Another feature in American society that conditions the European Americans, as well as the rest of America to the European Americans sense of normalcy can be observed in any pharmacy or department store. All one needs to do is to ask for stockings in a nude or natural color and look closely at the color. The color will match the skin complexion of European Americans. The same scenario exists with cosmetics as well as with bandages and Band-Aids; their color approximates the European Americans’ complexion.
European Americans being able to see themselves as normal or without race or ethnic identity is constantly reinforced by and through society. They are also conditioned to see themselves as superior to all other so-called races. Both the elements of normalcy and superiority comes with a large degree of a suspension of disbelief when one realizes that people of color, according to the sciences, were the first of the Homo sapiens to appear on the planet, and in Africa. So the normal color for a human being would be non-white, not white. Also, the concept of superiority seems questionable in light of the fact that when any person of color procreate with a European American (white), the off spring generally manifest physical characteristics of the parent of color. That would suggest that the superior genes reside within the people of color. In addition, eighty percent of the world’s population reflects people of color; that number alone would suggest that the longevity of European Americans (whites) is limited. All those things make little difference when we read that our DNA show we are all from the same family of man and a specific or distinct race cannot be discerned from DNA.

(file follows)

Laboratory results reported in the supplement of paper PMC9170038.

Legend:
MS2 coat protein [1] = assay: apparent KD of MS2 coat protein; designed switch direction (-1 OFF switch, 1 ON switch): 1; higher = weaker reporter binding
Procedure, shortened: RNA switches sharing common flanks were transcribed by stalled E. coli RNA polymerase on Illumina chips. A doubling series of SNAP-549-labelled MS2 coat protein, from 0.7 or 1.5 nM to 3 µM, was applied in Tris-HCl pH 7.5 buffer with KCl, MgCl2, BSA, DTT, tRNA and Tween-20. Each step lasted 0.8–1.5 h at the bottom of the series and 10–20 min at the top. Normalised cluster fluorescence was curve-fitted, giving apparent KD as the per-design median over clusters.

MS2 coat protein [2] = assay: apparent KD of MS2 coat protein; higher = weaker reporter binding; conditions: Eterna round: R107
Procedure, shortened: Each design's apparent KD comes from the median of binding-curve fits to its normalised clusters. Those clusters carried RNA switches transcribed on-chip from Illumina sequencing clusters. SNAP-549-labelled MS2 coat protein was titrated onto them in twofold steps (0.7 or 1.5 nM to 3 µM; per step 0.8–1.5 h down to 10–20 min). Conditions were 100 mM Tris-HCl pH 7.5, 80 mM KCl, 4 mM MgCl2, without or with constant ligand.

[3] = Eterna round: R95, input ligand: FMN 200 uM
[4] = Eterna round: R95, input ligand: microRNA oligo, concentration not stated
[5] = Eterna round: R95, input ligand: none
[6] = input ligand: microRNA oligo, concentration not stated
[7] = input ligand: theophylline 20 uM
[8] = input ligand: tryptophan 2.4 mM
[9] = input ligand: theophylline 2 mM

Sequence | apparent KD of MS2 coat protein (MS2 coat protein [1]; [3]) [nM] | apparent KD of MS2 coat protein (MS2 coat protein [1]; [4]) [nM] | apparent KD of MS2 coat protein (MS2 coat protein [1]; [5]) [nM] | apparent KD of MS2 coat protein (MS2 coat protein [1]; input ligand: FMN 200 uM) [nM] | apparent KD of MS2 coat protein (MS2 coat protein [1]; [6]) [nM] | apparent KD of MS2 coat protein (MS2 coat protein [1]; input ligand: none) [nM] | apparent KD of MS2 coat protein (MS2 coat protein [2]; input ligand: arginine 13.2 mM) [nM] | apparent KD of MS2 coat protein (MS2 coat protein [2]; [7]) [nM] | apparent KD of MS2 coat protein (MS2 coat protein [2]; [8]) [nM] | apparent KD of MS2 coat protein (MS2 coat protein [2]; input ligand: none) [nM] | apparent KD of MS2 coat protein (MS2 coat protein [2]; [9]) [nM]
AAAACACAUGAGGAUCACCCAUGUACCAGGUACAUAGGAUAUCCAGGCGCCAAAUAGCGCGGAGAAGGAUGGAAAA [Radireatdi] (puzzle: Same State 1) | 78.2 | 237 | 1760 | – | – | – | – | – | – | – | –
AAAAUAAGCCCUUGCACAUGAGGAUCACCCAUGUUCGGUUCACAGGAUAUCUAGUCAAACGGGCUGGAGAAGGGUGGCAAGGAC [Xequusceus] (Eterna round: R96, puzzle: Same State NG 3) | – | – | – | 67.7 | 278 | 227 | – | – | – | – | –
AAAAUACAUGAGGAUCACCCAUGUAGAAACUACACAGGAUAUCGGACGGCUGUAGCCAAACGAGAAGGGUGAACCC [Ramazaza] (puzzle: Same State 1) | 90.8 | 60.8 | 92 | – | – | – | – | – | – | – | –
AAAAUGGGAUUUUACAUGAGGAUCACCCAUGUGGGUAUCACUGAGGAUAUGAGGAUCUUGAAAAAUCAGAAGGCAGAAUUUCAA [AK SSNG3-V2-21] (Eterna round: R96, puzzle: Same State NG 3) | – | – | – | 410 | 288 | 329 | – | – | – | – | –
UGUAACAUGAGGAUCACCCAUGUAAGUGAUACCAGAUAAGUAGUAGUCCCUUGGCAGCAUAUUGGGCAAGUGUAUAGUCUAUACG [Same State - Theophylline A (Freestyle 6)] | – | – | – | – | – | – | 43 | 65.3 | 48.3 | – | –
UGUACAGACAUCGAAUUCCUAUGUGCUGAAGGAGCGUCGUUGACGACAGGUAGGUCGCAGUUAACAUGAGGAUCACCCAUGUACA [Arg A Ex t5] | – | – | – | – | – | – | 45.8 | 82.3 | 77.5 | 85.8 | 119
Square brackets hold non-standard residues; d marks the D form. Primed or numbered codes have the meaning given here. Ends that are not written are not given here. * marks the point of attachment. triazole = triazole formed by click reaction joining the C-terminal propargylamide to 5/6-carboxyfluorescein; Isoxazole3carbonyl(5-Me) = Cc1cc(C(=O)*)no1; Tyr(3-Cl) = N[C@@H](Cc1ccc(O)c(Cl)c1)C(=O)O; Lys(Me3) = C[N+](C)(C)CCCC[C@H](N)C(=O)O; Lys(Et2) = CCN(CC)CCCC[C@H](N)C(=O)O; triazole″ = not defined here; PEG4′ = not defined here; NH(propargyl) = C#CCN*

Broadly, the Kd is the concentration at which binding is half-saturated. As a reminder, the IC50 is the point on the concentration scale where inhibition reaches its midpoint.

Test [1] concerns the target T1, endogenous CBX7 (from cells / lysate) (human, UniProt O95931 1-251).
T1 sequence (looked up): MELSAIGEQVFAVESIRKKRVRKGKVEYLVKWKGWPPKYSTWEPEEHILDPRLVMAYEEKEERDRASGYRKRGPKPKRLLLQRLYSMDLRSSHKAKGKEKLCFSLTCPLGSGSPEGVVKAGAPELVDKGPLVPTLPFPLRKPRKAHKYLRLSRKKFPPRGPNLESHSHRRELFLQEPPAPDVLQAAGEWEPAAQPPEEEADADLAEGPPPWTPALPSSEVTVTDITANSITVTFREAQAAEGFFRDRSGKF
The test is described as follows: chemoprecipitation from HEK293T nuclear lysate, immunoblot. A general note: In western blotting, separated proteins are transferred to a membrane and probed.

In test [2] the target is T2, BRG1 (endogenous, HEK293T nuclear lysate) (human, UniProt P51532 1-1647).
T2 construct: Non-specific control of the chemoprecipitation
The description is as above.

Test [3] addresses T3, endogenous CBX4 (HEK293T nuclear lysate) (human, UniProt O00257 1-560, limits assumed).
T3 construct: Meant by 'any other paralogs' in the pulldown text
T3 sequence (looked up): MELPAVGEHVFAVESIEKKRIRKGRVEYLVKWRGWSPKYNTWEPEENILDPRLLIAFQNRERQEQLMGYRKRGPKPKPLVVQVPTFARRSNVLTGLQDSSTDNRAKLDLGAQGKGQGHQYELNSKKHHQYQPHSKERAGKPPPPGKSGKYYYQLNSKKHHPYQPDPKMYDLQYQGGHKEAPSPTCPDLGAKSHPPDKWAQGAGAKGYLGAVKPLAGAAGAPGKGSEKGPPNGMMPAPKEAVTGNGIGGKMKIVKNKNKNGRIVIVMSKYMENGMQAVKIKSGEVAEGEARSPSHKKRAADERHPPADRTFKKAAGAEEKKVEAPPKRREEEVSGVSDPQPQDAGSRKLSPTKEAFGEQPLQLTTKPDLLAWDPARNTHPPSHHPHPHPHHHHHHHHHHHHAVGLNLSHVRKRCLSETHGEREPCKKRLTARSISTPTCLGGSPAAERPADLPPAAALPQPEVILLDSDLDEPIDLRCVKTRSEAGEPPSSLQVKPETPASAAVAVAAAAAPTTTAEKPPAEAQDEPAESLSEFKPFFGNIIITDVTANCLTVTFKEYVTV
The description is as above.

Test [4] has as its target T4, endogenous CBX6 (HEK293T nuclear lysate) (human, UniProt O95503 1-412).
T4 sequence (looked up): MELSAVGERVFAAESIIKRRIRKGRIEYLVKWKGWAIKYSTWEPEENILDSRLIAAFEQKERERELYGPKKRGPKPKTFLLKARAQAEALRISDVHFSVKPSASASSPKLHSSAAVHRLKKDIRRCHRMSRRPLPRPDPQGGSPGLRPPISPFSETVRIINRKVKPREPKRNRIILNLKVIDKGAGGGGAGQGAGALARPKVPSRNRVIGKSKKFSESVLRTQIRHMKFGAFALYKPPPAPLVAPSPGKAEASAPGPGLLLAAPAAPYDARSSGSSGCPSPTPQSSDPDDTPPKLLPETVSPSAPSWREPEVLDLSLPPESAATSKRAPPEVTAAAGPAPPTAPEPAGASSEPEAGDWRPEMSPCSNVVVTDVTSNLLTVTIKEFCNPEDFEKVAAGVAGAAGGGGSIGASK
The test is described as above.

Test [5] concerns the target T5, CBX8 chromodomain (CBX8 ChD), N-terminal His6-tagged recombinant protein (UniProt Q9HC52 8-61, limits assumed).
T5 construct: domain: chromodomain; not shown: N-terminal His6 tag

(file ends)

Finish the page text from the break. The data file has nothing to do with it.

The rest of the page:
The invention and instituting of the system of European American (white) supremacy and African American (black) inferiority was based on a false concept of race. The fact that the system has been able to sustain itself for so long is due to the control that European Americans have had on society. Now that the system is falling apart due to changes constantly occurring in society, the fear of losing that control and all it represents was possibly at the heart the presidential election. Regardless of who is president, changes will continue to destroy the system of bigotry. The challenge for the European Americans today is replacing the concept of being white and superior with one of being simply a member of the family of mankind without reference to preferences and skin color.
Tags: African American and American, black and white race, Clara Luper, Confronting Myths, Donald Trump, European Americans, Jr., Julian Bond, Martin Luther King, Rosa Parks, Roy Wilkins, Whitney Young